My first choice draws my reader’s attention to the footbridge while the revision places the emphasis more on the “we” of the stanza and the trees—which is where I want it. Read more

How a goal + writing prompts led to a first-place poetry award

Have you ever wanted to elevate the quality of your writing or increase your creative production? Try giving yourself an assignment. It worked for my blogging partner Carol.

Earlier this year, I gave Carol a poetry writing book, The Crafty Poet: A Portable Workshop, by Diane Lockward. It happened to coincide with her goal to write two or three poems a week for the month of January.

She ended up writing 18 poems. Fast forward to July, and Carol won first place for poetry in the Pacific Northwest Writers Association contest. See the complete list of winners.

For more insight on Carol’s poetry writing practice, read her post Writing advice from a Tasmanian cave spider, or how to get your creative juices flowing, which includes one of her poems, Advice from a Male Tasmanian Cave Spider.

Try writing a poem of your own based on one of these prompts:

  1. Think about a defining moment or incident in your life and write about it.
  2. Write a love letter in the form of a poem.
  3. Write a poem about a common object.
  4. Find a memento or object that has sentimental value to you and write a poem that reveals the reason and emotion it carries.
  5. Write a poem about moving from one place to another. It could be literal or metaphorical.

Congratulations Carol!

 

Writing advice from a Tasmanian cave spider, or how to get your creative juices flowing

Ok, I lied. This post isn’t really about writing advice from a Tasmanian cave spider—more like life advice.

Hang with me for a moment. You’ll see what I mean.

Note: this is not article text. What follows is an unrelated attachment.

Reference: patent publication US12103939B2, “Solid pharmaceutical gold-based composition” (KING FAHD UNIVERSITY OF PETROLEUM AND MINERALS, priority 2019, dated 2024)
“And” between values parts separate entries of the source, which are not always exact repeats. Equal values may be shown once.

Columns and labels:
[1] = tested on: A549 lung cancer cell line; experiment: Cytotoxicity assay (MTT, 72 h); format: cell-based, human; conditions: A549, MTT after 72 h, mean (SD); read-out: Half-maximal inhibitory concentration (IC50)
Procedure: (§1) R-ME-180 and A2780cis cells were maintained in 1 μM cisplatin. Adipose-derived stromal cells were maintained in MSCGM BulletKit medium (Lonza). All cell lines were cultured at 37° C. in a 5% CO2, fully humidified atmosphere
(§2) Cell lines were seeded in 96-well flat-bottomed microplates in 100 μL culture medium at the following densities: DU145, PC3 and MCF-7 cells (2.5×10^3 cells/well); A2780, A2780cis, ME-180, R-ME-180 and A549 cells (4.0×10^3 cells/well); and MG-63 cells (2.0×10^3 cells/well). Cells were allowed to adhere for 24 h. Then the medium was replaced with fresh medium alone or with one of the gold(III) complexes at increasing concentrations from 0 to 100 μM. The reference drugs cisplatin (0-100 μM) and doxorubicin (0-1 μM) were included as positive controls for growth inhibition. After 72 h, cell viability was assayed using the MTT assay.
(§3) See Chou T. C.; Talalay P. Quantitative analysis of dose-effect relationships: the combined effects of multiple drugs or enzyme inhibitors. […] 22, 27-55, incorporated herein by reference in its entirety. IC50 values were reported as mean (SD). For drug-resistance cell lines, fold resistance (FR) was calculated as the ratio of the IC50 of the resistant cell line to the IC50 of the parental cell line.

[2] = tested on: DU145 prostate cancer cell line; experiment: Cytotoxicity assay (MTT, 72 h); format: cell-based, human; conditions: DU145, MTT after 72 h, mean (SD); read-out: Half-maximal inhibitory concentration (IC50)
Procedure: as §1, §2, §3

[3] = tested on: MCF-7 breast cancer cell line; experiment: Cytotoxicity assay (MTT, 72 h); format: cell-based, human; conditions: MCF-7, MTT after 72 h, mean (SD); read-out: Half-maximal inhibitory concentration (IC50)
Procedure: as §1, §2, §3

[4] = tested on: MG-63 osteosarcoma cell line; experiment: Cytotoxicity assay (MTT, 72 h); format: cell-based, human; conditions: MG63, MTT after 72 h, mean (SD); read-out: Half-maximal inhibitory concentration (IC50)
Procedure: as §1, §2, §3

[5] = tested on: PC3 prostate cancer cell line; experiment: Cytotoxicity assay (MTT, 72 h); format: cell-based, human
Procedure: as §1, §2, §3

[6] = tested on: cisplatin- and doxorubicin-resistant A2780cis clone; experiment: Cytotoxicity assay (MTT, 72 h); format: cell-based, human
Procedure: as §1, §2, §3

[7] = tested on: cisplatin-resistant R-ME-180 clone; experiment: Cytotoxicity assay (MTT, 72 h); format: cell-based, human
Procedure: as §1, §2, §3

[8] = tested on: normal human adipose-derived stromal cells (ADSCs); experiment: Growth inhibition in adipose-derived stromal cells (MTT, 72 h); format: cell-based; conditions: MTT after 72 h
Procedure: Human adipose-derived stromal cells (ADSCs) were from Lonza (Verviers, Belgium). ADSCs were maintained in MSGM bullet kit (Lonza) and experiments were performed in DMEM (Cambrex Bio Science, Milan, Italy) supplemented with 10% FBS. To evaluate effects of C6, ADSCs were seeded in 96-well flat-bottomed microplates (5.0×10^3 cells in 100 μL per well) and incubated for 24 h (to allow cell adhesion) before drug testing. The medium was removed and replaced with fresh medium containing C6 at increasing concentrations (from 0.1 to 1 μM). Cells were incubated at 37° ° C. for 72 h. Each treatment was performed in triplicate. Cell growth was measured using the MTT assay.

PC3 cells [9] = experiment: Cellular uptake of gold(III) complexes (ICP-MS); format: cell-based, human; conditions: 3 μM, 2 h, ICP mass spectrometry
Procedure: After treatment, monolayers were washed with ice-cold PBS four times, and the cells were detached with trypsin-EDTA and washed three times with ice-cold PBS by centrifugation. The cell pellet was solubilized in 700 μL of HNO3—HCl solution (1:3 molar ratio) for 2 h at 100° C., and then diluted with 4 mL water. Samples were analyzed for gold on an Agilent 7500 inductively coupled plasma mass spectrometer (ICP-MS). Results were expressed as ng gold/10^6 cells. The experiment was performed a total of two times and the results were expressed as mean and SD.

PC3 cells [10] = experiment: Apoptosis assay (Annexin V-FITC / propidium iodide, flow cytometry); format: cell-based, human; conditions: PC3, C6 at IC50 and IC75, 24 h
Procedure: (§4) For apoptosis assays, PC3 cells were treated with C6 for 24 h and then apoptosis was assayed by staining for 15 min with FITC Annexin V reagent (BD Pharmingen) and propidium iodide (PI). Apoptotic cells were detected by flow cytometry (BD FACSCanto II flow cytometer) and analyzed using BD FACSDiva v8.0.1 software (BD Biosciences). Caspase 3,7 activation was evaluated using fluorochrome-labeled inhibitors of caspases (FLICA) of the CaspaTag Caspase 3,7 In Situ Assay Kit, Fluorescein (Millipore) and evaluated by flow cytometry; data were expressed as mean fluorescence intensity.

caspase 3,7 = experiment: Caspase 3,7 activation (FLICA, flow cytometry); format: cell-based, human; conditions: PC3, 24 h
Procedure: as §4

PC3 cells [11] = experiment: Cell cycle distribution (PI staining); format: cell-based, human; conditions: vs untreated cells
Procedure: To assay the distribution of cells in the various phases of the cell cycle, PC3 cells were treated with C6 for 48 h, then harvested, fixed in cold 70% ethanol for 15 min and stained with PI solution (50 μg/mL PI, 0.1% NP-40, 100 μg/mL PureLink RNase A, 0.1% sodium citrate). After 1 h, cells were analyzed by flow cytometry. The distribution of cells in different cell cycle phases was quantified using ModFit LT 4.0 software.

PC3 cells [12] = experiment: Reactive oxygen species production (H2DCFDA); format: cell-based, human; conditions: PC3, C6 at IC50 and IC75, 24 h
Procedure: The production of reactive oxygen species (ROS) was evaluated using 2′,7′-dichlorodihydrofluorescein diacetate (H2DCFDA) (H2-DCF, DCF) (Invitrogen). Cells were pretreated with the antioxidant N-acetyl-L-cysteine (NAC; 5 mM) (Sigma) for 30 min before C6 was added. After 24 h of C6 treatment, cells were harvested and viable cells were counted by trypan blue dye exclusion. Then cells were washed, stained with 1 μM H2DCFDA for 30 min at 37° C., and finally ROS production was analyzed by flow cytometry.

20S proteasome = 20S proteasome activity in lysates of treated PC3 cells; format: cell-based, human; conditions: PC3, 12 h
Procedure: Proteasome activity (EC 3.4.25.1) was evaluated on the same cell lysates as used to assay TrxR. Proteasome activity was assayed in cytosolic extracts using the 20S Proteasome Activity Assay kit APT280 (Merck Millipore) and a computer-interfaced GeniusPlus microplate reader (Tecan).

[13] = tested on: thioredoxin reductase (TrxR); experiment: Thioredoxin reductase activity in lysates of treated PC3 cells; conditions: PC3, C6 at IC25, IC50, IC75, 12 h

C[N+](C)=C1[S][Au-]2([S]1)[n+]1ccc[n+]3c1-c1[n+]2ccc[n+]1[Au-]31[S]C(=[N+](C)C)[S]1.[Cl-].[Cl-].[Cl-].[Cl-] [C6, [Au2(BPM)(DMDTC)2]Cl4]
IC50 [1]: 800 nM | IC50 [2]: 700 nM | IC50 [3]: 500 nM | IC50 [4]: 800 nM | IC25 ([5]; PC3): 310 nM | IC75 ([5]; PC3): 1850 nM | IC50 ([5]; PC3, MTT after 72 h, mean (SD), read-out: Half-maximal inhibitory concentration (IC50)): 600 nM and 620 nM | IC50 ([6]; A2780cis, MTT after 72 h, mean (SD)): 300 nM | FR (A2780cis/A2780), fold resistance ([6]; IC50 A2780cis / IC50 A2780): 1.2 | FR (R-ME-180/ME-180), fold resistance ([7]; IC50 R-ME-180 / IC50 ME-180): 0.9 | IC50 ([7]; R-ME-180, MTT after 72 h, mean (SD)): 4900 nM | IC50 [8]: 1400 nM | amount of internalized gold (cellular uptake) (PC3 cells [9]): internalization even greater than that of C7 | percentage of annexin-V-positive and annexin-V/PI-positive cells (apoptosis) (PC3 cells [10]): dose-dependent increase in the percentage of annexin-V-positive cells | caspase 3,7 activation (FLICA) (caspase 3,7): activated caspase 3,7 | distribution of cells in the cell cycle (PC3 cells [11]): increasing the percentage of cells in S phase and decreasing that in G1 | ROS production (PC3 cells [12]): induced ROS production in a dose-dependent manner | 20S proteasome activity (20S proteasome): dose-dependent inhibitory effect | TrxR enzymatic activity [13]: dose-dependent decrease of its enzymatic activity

After taking nearly a year off from writing poetry, I had an idea to kick start 2015 with the goal of writing two to three new poems a week for the month of January. But I wasn’t feeling very inspired. Some pretty heavy stuff was going on in my life, and I felt drained.

Then, a gift arrived in the mail.

My blogging partner Carly sent me The Crafty Poet: A Portable Workshop, by Diane Lockward (I hadn’t even mentioned my goal to her…scary how we think alike, isn’t it?)

Now, I’m normally NOT a “prompt” person but being the good friend that I am, I felt I should at least flip through the book so I could extend my sincere gratitude to her. (Wink. Wink). Late one night, I dragged the book to bed with me and the strangest thing happened—the pages reached out and grabbed me and wouldn’t let go.

Hands down, best poetry craft and prompt book. Ever. Nine of the ten poems I’ve written so far this month were inspired by the book.

But what does this have to do with a Tasmanian cave spider? Read more

Four tips for setting 2015 writing goals

In the process of setting my goals for 2015, I realized how much magic there is in writing them down—and I don’t mean just randomly choosing goals and then giving ourselves a due date. That doesn’t work. The magic comes when we dig deep.

Here’s my process in case it helps you:

Tip # 1: Brainstorm and write it down

First, I grab a legal pad and have one page for each of the following areas of my life: business, writing, health, and hobbies. For each category, I write down the goals I want to have accomplished by the end of 2015. And, if necessary, I break the goals down into different categories.

For example, in my writing life, I have prose goals and poetry goals. My prose goals for 2015 are to finish and publish my fantasy novel and then edit and finish my memoir. And then to be writing down ideas for my next book. All great goals. But I need to chunk them down and make them doable.

For my fantasy manuscript, my first goal is to finish my first draft. How many words per day/per week/per month can I realistically do while I work fulltime? Figure it out and set a date. Once my first draft is done, what’s next? Implement my marketing plan while I take time to revise and edit. I continue writing down the next action step in my plan until I can see all the parts to the whole.

Tip # 2: Look forward to events

Look forward to events that can be used as goal dates. For example, the Pacific Northwest Writer’s Conference is in July this year. What would happen if I had my book ready and published in order to market at that event? The idea excites me! It feels good. Can I realistically meet this goal? With hard work and focus, I think it’s doable. Now, I work backwards from this date and plan accordingly.  Read more